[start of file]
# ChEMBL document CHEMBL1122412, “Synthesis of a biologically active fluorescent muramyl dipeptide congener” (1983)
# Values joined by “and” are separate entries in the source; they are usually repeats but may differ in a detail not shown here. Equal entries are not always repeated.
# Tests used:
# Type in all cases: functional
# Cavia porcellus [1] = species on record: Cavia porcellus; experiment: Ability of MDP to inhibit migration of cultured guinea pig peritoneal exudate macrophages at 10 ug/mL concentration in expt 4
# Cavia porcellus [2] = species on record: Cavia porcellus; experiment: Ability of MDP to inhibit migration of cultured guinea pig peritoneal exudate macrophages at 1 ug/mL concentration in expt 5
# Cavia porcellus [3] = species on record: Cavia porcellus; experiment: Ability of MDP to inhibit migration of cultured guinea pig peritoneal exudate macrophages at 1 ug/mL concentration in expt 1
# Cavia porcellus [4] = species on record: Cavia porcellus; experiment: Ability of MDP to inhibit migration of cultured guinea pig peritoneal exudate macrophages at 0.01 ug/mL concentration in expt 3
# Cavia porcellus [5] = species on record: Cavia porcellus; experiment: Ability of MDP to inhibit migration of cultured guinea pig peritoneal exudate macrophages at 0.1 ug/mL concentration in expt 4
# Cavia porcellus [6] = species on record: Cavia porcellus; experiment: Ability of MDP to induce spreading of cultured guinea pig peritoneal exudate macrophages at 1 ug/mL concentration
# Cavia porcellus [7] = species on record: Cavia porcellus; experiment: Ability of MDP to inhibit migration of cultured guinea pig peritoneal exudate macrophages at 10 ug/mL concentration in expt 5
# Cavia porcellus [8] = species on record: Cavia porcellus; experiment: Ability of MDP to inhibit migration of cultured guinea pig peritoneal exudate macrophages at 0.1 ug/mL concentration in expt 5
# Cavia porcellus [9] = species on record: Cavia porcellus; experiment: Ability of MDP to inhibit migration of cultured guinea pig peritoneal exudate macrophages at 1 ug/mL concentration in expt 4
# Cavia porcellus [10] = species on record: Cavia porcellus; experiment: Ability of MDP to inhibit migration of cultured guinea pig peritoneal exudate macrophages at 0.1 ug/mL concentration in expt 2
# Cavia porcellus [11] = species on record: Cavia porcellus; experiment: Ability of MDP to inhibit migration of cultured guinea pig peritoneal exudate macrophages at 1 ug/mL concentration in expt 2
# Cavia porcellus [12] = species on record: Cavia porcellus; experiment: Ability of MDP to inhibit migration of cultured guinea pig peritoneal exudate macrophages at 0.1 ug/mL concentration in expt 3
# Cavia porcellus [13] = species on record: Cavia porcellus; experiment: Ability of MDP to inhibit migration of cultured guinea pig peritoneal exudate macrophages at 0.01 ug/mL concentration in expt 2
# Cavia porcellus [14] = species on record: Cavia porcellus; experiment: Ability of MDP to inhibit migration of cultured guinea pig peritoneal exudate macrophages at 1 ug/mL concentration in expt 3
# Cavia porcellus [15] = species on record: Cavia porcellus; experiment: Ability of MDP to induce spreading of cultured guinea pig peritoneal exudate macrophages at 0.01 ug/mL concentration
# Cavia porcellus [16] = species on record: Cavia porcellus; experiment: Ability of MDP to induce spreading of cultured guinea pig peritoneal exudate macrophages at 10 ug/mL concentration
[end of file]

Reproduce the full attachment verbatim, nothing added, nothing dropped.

# ChEMBL document CHEMBL1122412, “Synthesis of a biologically active fluorescent muramyl dipeptide congener” (1983)
# Values joined by “and” are separate entries in the source; they are usually repeats but may differ in a detail not shown here. Equal entries are not always repeated.
# Tests used:
# Type in all cases: functional
# Cavia porcellus [1] = species on record: Cavia porcellus; experiment: Ability of MDP to inhibit migration of cultured guinea pig peritoneal exudate macrophages at 10 ug/mL concentration in expt 4
# Cavia porcellus [2] = species on record: Cavia porcellus; experiment: Ability of MDP to inhibit migration of cultured guinea pig peritoneal exudate macrophages at 1 ug/mL concentration in expt 5
# Cavia porcellus [3] = species on record: Cavia porcellus; experiment: Ability of MDP to inhibit migration of cultured guinea pig peritoneal exudate macrophages at 1 ug/mL concentration in expt 1
# Cavia porcellus [4] = species on record: Cavia porcellus; experiment: Ability of MDP to inhibit migration of cultured guinea pig peritoneal exudate macrophages at 0.01 ug/mL concentration in expt 3
# Cavia porcellus [5] = species on record: Cavia porcellus; experiment: Ability of MDP to inhibit migration of cultured guinea pig peritoneal exudate macrophages at 0.1 ug/mL concentration in expt 4
# Cavia porcellus [6] = species on record: Cavia porcellus; experiment: Ability of MDP to induce spreading of cultured guinea pig peritoneal exudate macrophages at 1 ug/mL concentration
# Cavia porcellus [7] = species on record: Cavia porcellus; experiment: Ability of MDP to inhibit migration of cultured guinea pig peritoneal exudate macrophages at 10 ug/mL concentration in expt 5
# Cavia porcellus [8] = species on record: Cavia porcellus; experiment: Ability of MDP to inhibit migration of cultured guinea pig peritoneal exudate macrophages at 0.1 ug/mL concentration in expt 5
# Cavia porcellus [9] = species on record: Cavia porcellus; experiment: Ability of MDP to inhibit migration of cultured guinea pig peritoneal exudate macrophages at 1 ug/mL concentration in expt 4
# Cavia porcellus [10] = species on record: Cavia porcellus; experiment: Ability of MDP to inhibit migration of cultured guinea pig peritoneal exudate macrophages at 0.1 ug/mL concentration in expt 2
# Cavia porcellus [11] = species on record: Cavia porcellus; experiment: Ability of MDP to inhibit migration of cultured guinea pig peritoneal exudate macrophages at 1 ug/mL concentration in expt 2
# Cavia porcellus [12] = species on record: Cavia porcellus; experiment: Ability of MDP to inhibit migration of cultured guinea pig peritoneal exudate macrophages at 0.1 ug/mL concentration in expt 3
# Cavia porcellus [13] = species on record: Cavia porcellus; experiment: Ability of MDP to inhibit migration of cultured guinea pig peritoneal exudate macrophages at 0.01 ug/mL concentration in expt 2
# Cavia porcellus [14] = species on record: Cavia porcellus; experiment: Ability of MDP to inhibit migration of cultured guinea pig peritoneal exudate macrophages at 1 ug/mL concentration in expt 3
# Cavia porcellus [15] = species on record: Cavia porcellus; experiment: Ability of MDP to induce spreading of cultured guinea pig peritoneal exudate macrophages at 0.01 ug/mL concentration
# Cavia porcellus [16] = species on record: Cavia porcellus; experiment: Ability of MDP to induce spreading of cultured guinea pig peritoneal exudate macrophages at 10 ug/mL concentration